I think it is only natural for us to be weary of the unknown.  We do it all the time, whether faced with changes to a beloved book/series/etc. or just with life in general.  I think our biggest issues with these changes, at least in terms of beloved books and/or comics, is that we 1) want the characters to be portrayed correctly, and 2) want the plot to remain true to the story.  For example, although I truly do like Jennifer Lawrence as Katniss Everdeen, I will admit that when I first found out she was playing the role, I was stunned.  And not exactly in a good way.  I could never really place my finger on what I had expected Katniss to look like, but until I actually saw the movie, Jennifer Lawrence was definitely not what I had in mind.  Right away, just because of my first impressions of the casting, I wasn't as sure about seeing the movie adaption.  I offer my apologies to Jennifer Lawrence, who completely proved me wrong.  Now I cannot imagine anyone else being a better Katniss.  Although I was not pleased by some alterations in the movie's plot details, the character portrayal/performance in the movie was ultimately well done and satisfied my inner fangirl.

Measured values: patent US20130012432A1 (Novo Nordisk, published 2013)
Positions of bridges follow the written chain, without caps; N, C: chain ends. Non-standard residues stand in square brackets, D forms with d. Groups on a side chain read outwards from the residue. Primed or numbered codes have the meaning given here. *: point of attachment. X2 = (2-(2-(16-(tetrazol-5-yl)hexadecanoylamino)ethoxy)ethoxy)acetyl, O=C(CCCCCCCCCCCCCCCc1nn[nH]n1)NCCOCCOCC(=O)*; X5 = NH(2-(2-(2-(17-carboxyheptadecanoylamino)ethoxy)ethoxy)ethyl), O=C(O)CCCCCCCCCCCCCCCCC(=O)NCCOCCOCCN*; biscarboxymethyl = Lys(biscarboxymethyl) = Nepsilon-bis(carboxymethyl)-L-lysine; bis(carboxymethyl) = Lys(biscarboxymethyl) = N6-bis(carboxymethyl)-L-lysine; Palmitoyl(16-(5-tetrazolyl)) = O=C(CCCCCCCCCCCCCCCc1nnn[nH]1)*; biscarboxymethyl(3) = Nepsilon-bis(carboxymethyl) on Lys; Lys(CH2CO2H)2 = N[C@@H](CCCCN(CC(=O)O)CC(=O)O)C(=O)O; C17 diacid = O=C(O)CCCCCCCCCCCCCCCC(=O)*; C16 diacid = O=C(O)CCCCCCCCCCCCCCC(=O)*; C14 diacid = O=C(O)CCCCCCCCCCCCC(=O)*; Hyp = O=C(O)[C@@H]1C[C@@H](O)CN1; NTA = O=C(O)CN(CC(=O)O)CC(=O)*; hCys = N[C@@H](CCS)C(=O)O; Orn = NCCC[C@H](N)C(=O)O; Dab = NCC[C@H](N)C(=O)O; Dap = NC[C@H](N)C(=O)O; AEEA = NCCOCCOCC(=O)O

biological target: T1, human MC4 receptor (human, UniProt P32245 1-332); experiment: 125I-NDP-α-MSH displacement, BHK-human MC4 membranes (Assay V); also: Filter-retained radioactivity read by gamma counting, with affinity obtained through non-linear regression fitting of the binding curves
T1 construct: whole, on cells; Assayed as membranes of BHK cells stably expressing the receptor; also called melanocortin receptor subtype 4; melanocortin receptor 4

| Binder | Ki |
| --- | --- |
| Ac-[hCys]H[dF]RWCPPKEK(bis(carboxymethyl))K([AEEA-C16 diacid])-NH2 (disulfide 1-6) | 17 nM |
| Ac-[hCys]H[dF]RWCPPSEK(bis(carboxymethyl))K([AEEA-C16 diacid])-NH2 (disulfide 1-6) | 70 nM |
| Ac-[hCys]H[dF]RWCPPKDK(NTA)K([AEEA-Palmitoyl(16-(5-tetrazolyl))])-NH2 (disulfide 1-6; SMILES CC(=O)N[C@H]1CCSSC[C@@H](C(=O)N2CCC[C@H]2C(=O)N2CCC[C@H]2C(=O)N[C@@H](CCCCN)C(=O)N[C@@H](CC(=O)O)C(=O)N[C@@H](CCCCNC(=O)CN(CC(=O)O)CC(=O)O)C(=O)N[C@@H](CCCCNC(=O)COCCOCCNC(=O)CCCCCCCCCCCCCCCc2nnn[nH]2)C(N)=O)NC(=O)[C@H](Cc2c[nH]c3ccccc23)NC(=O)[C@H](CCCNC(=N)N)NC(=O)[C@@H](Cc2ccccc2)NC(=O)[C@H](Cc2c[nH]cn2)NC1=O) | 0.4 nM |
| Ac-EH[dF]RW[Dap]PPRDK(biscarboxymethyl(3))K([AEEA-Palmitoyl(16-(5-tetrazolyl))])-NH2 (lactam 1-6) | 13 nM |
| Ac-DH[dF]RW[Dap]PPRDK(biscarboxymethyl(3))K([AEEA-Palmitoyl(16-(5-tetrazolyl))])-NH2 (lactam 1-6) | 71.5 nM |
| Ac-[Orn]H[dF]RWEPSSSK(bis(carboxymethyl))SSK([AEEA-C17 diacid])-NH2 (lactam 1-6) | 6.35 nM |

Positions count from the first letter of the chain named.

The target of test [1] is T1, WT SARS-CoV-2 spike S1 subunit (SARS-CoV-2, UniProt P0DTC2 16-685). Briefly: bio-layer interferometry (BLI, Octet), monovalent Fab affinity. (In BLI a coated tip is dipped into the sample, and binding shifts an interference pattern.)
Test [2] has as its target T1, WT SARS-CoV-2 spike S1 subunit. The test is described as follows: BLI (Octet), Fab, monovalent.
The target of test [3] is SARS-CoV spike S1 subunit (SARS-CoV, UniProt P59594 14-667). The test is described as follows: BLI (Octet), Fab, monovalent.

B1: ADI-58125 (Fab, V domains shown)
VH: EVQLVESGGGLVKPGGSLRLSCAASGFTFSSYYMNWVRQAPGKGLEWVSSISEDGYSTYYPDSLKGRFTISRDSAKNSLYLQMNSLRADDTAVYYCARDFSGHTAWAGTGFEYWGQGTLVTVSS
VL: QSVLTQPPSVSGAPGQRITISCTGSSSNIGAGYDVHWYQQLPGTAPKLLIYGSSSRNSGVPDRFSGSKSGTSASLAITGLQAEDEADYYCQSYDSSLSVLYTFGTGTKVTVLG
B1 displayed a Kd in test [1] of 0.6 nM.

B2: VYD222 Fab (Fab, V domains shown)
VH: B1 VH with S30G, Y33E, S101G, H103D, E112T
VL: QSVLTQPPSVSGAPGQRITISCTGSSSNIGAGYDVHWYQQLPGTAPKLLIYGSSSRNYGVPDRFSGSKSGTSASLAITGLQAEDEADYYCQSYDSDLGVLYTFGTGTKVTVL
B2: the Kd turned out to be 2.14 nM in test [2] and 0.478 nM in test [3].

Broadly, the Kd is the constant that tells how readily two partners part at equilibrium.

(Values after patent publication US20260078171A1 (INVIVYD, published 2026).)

Books and comics are always being changed.  Sometimes it is simply cover designs being changed, but other times original content is being adapted into TV shows or movies (or sometimes even spinoff series).  I always go into these new books, movies or TV shows wearily.  I think we all think it: They better not ruin this or If they cut out [such and such plot point]…  The truth is, we do think these things.  And I fully understand why.  But at the same time, I believe that we shouldn't judge something right away just because it might ruin the original.  There have been times where I felt like the adaptions or changes completely didn't meet the standards of the original, but at the same time there is always the possibility that it may surprise you, like the new Archie and The Hunger Games movie surprised me.